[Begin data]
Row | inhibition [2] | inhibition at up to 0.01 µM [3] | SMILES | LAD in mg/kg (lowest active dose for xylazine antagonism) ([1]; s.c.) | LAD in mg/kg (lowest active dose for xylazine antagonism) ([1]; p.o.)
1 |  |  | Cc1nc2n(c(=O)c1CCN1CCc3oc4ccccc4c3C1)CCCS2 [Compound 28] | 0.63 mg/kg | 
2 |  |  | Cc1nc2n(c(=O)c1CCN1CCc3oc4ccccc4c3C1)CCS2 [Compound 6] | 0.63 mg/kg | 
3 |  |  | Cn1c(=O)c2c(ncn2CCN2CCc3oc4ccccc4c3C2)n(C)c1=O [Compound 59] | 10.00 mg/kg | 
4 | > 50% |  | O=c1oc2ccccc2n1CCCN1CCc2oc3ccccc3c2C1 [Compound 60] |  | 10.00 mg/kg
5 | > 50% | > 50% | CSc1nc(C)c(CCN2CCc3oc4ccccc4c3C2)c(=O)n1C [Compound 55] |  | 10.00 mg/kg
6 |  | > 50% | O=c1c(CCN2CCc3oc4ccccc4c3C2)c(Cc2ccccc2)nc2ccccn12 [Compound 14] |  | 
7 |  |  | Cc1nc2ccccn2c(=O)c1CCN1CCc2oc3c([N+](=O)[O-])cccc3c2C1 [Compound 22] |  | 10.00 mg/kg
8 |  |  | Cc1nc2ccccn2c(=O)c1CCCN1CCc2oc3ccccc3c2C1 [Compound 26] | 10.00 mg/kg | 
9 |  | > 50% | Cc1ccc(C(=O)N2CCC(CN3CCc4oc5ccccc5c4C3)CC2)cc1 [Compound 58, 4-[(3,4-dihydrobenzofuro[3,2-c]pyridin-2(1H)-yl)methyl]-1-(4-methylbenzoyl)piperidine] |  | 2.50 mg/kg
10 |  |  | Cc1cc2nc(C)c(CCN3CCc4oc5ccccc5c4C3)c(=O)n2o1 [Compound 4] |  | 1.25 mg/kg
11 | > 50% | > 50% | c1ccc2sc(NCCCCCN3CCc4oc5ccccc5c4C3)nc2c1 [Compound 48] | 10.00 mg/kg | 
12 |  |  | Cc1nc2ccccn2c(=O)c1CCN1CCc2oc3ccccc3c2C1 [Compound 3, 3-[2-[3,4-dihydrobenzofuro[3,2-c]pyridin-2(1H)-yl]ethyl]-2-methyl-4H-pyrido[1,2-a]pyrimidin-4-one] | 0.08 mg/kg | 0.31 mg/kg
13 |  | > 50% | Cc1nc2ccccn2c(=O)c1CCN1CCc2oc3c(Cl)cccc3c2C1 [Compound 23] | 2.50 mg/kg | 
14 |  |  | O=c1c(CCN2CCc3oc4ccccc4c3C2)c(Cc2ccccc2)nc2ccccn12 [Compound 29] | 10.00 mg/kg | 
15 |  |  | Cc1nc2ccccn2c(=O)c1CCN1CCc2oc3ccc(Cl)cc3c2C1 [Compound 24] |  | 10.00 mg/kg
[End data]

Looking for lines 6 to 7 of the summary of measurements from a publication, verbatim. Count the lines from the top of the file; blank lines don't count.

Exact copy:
5 | > 50% | > 50% | CSc1nc(C)c(CCN2CCc3oc4ccccc4c3C2)c(=O)n1C [Compound 55] |  | 10.00 mg/kg
6 |  | > 50% | O=c1c(CCN2CCc3oc4ccccc4c3C2)c(Cc2ccccc2)nc2ccccn12 [Compound 14] |  | 